A lot has been made of the trade deadline and free agency signings, but what about the manager and coaching positions?
Joe Maddon is a young man's Dusty Baker. Yes, I said it. Both abuse young pitchers and love largely useless veterans. Their poisons may consist of different chemicals, but at the end of the day it's all the same chemistry; Baker allowed Mark Prior, Carlos Zambrano, and numerous others to throw when tired; detrimental to a pitcher of any age's health, not along a younger pitcher. Maddon neglects using young pitchers completely; Jae Kuk Ryu, Jason Hammel, Juan Salas for a time, and Chad Orvella all have felt the wrath of not being on the receiving end of Joe's right arm tap.
Baker had the `Lemons' and the `F Troops' guys like Jose Macias, Neifi Perez, Ramon Martinez, Todd Hollandsworth, Shawn Estes, John Mabry, Scott Eyre, and so on. Maddon has his `Good Face Inc.' crowd: Shawn Camp, Josh Paul, Casey Fossum, Ty Wigginton, and so on.
Now I'd stop there if I didn't notice the disturbing trend that both seemingly allow players they like (read: good guys) effect their job, which is setting a lineup, directing the bullpen usage, and at times employing a strategic ploy like stealing a base. The problem is Baker and Maddon often play their bench players in the oddest of situations. Take last night's game; Greg Norton over Jonny Gomes against Roger Clemens. Gomes is a fastball hitter, Clemens is a fastball pitcher, Norton was 6-13 against Clemens, although nearly all of those at-bats were more than seven seasons ago when Norton was with the White Sox, and again we're talking 13 at-bats, six hits, small sample size anyone?
Next take the 8th inning, rather than using Jason Hammel in a set-up role, something that was apparently supposed to happen, Maddon chose to keep the ever hittable Fossum out there for another out, the inning prior Fossum had been brought in after Jay Witasick walked a hitter and then threw one pitch, a ball, to the next. Those moves make no sense.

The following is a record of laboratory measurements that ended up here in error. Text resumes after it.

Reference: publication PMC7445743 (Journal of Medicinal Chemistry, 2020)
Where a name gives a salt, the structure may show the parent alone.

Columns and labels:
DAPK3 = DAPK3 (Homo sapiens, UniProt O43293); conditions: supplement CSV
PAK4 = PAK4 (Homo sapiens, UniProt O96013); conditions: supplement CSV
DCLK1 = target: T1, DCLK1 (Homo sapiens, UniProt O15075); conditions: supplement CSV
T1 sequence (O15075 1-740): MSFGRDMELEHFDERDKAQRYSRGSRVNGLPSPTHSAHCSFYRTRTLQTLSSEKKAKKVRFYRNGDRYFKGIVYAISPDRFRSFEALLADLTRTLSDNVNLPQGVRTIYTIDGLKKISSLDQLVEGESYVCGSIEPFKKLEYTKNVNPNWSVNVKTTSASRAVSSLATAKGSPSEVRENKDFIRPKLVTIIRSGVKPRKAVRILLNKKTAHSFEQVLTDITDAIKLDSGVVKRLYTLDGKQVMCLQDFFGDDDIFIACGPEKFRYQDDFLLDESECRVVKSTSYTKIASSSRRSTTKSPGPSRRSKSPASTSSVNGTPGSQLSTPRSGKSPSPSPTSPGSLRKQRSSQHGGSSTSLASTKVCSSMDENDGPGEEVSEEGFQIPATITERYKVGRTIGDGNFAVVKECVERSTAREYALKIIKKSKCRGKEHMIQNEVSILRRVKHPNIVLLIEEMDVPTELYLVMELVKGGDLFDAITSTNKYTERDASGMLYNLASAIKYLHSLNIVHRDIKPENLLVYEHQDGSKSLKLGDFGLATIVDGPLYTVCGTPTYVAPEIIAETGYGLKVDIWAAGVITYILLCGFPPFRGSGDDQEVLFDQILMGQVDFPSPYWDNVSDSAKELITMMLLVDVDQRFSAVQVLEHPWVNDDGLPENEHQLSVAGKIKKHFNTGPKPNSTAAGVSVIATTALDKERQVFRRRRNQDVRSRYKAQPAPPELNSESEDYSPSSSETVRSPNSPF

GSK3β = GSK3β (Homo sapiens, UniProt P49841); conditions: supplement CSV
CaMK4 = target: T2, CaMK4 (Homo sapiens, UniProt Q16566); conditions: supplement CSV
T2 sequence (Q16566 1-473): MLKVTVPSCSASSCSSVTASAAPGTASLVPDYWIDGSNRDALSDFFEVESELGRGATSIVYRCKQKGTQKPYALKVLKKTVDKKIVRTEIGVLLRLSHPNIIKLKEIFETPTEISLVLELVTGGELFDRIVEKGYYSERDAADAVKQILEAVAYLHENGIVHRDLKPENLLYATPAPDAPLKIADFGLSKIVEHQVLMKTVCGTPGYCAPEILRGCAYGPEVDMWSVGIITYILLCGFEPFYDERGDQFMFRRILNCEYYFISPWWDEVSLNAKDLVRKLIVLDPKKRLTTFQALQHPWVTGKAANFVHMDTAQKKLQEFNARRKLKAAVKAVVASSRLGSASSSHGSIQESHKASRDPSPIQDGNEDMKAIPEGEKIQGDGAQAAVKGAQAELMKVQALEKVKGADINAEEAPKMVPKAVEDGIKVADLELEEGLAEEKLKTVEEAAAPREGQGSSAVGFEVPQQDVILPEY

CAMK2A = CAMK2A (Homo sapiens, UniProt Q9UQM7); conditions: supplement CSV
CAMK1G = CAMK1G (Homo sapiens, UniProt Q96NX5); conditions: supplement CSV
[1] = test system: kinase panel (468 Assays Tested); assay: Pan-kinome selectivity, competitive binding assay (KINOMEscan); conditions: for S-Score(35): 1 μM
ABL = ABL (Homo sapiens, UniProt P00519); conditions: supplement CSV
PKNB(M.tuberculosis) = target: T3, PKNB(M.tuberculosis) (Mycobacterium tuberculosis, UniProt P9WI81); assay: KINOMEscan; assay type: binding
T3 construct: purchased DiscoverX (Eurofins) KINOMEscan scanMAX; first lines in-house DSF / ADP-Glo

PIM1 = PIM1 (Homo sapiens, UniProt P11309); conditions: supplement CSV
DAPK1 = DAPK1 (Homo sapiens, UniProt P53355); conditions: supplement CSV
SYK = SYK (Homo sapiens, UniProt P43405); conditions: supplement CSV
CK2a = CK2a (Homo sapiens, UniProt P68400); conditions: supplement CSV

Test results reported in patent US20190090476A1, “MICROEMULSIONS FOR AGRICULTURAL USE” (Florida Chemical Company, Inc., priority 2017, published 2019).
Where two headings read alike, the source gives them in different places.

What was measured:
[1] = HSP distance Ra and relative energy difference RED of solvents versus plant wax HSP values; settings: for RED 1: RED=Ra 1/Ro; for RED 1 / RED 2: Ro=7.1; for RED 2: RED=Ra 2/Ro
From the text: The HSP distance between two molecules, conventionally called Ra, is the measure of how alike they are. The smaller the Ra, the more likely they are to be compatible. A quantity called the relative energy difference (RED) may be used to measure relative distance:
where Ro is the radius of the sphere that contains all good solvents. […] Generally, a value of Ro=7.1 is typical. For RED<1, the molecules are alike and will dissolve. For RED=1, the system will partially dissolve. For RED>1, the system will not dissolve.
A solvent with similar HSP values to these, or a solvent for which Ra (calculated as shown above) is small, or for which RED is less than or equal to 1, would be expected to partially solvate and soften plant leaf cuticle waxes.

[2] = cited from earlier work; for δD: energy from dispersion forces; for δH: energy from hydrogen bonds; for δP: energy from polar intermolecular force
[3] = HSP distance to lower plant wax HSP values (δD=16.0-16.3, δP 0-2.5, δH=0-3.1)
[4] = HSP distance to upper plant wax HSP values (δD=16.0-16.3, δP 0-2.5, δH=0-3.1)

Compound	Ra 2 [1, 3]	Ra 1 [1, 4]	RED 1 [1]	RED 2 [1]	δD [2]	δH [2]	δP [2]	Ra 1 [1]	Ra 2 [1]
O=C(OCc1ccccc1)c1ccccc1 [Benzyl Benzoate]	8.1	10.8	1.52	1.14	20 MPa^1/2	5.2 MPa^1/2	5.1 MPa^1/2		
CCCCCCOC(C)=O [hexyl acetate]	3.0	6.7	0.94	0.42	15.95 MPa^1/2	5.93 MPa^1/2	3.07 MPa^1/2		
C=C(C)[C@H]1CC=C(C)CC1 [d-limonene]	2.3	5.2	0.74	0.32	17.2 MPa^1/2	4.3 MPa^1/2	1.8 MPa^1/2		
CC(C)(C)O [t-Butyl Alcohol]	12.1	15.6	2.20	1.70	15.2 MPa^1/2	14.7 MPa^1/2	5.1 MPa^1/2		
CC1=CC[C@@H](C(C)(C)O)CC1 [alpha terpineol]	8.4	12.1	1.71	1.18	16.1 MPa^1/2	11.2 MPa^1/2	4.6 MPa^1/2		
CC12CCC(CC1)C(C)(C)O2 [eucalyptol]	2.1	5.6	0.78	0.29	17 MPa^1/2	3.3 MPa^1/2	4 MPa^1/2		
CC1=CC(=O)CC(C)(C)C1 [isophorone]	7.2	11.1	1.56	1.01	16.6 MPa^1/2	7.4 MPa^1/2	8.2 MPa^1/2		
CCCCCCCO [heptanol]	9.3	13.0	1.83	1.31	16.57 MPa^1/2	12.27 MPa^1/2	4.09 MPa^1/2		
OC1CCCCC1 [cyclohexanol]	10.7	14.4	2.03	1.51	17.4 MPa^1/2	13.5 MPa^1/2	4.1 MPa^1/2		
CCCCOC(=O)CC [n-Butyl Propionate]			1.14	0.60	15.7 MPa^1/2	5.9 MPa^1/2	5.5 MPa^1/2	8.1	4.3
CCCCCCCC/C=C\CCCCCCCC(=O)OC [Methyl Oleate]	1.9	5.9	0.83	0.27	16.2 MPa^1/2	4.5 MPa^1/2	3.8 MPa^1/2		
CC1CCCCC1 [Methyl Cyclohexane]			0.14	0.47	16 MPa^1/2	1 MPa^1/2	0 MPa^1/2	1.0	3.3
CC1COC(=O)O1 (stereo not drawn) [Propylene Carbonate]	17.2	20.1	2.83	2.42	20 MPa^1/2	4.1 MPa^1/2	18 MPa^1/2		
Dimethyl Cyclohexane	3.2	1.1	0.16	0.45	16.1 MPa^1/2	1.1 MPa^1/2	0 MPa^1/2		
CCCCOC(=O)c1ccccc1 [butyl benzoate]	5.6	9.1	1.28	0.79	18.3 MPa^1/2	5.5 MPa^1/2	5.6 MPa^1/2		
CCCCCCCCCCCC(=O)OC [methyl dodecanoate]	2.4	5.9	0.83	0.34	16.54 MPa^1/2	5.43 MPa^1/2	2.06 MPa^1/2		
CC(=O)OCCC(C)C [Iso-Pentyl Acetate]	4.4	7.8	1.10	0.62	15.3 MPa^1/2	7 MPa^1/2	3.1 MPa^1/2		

It's highly doubtful that Joe Maddon will return after this season, but who are some of the people that could, and should replace him? Here's my short list:
1. Bill Evers
2. Joe Girardi
3. Mike Maddux
4. Phil Garner
5. Charlie Montoya
Evers and Montoya are in the organization all ready, you know both, I'd feel comfortable with either. Girardi is the hot choice, but for a time I wasn't on his bandwagon, I think part of the success was more good luck than not, but hey the guy's a winner, and I'm not about to go on some slobbering rant, but maybe he's got the rabbit foot of Jesus, I mean Jeter in his back pocket. Maddux is the pitching coach for the Brewers, yes he's Greg's brother as well, but he's done a great job in Milwaukee. Finally Garner, there might be a chance Houston fires him, if so I expect old pal Gerry Hunsicker to call, the wild card? Jimy Williams, another former Houston mate who was with the organization last season.
It's hard to judge specialty coaches without knowing their exact effects; that leaves hitting coach Steve Henderson, first base coach George Hendrick, and third base coach Tom Foley without much criticism or credit, although I'd like to think that Henderson has helped with Carlos Pena's resurgence by helping him become more conscientious of center.
We arrive at pitching coach Jim Hickey, it's hard to truly judge his job, the personnel isn't there, but other than James Shields the young pitchers haven't really improved. I wouldn't be opposed to Hickey returning, but I'd be more interested in seeing Xaiver Hernandez get the job next year, he's the Bill Evers of pitchers and unless Dave Duncan, Maddux, or Larry Rothschild (just joking) are available it's doubtful there would be a better selection.